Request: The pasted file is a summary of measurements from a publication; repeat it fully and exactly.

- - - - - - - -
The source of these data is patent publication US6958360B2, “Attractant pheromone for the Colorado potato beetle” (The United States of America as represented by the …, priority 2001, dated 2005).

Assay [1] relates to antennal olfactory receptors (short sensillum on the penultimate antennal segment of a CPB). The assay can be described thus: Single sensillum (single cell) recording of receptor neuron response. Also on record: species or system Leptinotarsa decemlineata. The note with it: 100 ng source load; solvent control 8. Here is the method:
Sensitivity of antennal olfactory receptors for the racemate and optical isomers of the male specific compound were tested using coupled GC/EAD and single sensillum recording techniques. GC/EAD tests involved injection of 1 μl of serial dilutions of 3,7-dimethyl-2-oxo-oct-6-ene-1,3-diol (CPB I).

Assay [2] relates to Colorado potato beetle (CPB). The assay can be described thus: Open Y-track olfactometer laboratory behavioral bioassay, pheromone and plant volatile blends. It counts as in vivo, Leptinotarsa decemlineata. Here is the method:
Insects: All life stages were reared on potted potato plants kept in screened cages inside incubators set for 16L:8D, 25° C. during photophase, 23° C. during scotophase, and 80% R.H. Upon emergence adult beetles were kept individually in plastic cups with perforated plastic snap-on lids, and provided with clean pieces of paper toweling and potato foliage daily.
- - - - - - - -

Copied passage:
The source of these data is patent publication US6958360B2, “Attractant pheromone for the Colorado potato beetle” (The United States of America as represented by the …, priority 2001, dated 2005).

Assay [1] relates to antennal olfactory receptors (short sensillum on the penultimate antennal segment of a CPB). The assay can be described thus: Single sensillum (single cell) recording of receptor neuron response. Also on record: species or system Leptinotarsa decemlineata. The note with it: 100 ng source load; solvent control 8. Here is the method:
Sensitivity of antennal olfactory receptors for the racemate and optical isomers of the male specific compound were tested using coupled GC/EAD and single sensillum recording techniques. GC/EAD tests involved injection of 1 μl of serial dilutions of 3,7-dimethyl-2-oxo-oct-6-ene-1,3-diol (CPB I).

Assay [2] relates to Colorado potato beetle (CPB). The assay can be described thus: Open Y-track olfactometer laboratory behavioral bioassay, pheromone and plant volatile blends. It counts as in vivo, Leptinotarsa decemlineata. Here is the method:
Insects: All life stages were reared on potted potato plants kept in screened cages inside incubators set for 16L:8D, 25° C. during photophase, 23° C. during scotophase, and 80% R.H. Upon emergence adult beetles were kept individually in plastic cups with perforated plastic snap-on lids, and provided with clean pieces of paper toweling and potato foliage daily.